eases to understand and its treatment demands an 
almost universal knowledge of medicine and of 
physics. Therefore, it seems logical to conclude 
that the cancer patient can be most effectively 
treated by those who have made a special study 
of cancer.” He devotes more than 350 pages to 
the exposition of various forms of treatment which 
have been found to be more or less successful by 
many expert and careful specialists in cancer 

“Twenty-Eight Years of Sterilization in 

By Paul Popenoe, Sc. D., and E. S. Gosney, B. S., 
LL. B., President of the Human Betterment Foun- 
dation. Published by the Human Betterment 
Foundation, Pasadena, Calif. Price, 25c. 

The study of this little publication seems almost 
to transmit to the reader the enthusiasm with 
which the authors describe the work done by many 
workers in accordance with the California eugenic 
sterilization law. They claim that eugenic steril- 
ization has progressed beyond the experimental 
stage. They seem to be convinced that “It is the 
consensus of opinion of students of the subject 
from a social and scientific viewpoint, that all 
evidence justifies sterilization as one of the indis- 
pensable measures that must be included in any 
fundamental and humanitarian progress for deal- 
ing with society’s increasing burden of mental 
disease, deficiency and dependency.” However, the 
medical profession as a w'hole, better than any 
other profession, knows that the factors which 

The Journal of the Maine Medical Association 


combine to form the foundations upon which the 
structures of mental disease, deficiency, and de-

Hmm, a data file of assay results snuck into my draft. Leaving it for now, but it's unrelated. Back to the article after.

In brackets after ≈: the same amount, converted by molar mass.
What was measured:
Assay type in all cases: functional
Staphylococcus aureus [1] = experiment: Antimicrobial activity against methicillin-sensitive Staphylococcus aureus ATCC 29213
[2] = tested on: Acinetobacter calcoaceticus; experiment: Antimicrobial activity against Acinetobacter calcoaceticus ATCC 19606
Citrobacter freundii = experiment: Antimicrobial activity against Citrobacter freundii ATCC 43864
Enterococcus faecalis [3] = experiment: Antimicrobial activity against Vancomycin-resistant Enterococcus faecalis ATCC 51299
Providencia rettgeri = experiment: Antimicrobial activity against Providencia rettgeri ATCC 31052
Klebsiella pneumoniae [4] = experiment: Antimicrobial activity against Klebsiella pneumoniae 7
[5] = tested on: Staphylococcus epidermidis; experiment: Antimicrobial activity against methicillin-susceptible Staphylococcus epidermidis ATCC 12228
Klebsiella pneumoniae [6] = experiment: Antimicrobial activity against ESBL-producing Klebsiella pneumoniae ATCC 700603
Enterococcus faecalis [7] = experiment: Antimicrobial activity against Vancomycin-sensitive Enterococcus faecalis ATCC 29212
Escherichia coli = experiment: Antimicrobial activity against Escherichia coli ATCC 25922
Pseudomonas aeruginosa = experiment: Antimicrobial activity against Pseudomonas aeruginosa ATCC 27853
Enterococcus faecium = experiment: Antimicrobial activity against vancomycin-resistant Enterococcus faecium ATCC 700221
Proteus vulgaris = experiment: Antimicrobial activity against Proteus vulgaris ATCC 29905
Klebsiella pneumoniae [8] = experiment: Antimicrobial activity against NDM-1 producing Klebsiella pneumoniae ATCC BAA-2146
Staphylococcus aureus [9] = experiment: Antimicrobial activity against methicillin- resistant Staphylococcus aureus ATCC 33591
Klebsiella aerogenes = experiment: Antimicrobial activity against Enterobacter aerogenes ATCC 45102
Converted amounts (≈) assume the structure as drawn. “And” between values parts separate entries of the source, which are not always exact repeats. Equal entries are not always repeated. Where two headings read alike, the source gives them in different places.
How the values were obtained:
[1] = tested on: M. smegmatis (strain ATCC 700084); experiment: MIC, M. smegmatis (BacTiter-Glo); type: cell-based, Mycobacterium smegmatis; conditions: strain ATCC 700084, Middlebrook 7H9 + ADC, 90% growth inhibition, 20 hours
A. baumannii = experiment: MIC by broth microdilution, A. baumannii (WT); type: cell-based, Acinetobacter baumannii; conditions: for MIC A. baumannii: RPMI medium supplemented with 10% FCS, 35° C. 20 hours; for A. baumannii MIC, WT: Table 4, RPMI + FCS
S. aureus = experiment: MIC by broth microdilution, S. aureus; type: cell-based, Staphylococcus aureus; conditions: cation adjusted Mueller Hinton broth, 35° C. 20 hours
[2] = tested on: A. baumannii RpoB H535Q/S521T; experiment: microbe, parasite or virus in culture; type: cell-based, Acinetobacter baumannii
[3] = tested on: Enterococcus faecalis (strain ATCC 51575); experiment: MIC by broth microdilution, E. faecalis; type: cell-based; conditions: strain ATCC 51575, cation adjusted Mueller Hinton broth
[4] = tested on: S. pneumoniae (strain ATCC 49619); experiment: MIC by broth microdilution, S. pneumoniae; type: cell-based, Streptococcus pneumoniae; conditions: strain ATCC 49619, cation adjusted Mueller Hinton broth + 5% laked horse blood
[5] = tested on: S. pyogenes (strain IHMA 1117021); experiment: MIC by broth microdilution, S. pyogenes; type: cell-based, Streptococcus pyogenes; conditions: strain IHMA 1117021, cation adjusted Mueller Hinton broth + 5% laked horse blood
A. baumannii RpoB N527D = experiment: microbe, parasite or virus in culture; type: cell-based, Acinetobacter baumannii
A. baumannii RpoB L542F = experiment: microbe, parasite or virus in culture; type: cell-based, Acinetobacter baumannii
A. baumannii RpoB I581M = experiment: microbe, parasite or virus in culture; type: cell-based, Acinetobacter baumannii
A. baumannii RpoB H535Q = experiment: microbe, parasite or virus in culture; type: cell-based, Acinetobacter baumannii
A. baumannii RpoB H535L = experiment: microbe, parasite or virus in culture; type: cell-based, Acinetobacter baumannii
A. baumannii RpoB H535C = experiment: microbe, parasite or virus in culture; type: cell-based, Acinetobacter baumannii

pendency develop, are extremely complex in na- 
ture and very difficult to discover. The problems 
which present themselves can but rarely be suc- 
cessfully solved by such over-simplified thera- 
peutic measures as the practice of active eugenic 
sterilization presents. 

“ You Can Sleep Well — The A B C’s of 
Restful Sleep for the Average Person ” 

By Edmund Jacobson, M. D. Published by Whit- 
tlesey House, New York, London. McGraw-Hill 
Book Company, Inc., 1938. Price, $2.00. 

Modern men and women, living through their 
days in restless activity, seem to have lost the 
instinct to relax in order to enjoy restful, refresh- 
ing sleep during the oncoming night, which in- 
stinct is naturally present in the child. The 
author of the book under review enumerates some 
of the many improper methods we all are apt to 
try at one time or another for the purpose of 
promoting relaxation and inducing restful sleep. 
Considerable space is used for the description of 
his six steps of “How to Sleep Well.” Two chap- 
ters are devoted to the laboratory methods of 
studying and measuring sleep under scientifically 
controlled conditions. The present work is an at- 
tempt to present to lay readers, in simplified 
language, the results of the author’s relaxation or 
rest method, developed and employed by him dur- 

ing the past thirty years, for the purpose of 
producing refreshing, restful sleep by means of 
very simple exercises. 

“ Biography of the Unborn ” 

By Margaret Shea Gilbert. Published by The 
Williams & Wilkins Company, Baltimore, 1938. 
Price, $1.75. 

The author possesses the rare and remarkable 
gift to be able to tell that part of man’s life story 
which has baffled man’s mind through all the cen- 
turies of historic evolution, and which still stimu- 
lates the scientific man’s mind of today to further 
research in a most charming manner. The life of 
the world’s greatest, as well as that of the world’s 
lowliest man, as it is lived from the moment of 
conception to the moment of birth, hidden away 
from the investigating eyes of the experimenter, 
far removed from the turmoils which torture the 
living, within his mother, is now told in a lan- 
guage which every man and woman of average in- 
telligence can understand. 

This part of the story of man’s progress in evol- 
ution as told by the biographer of the unborn be- 
comes increasingly fascinating when it is under-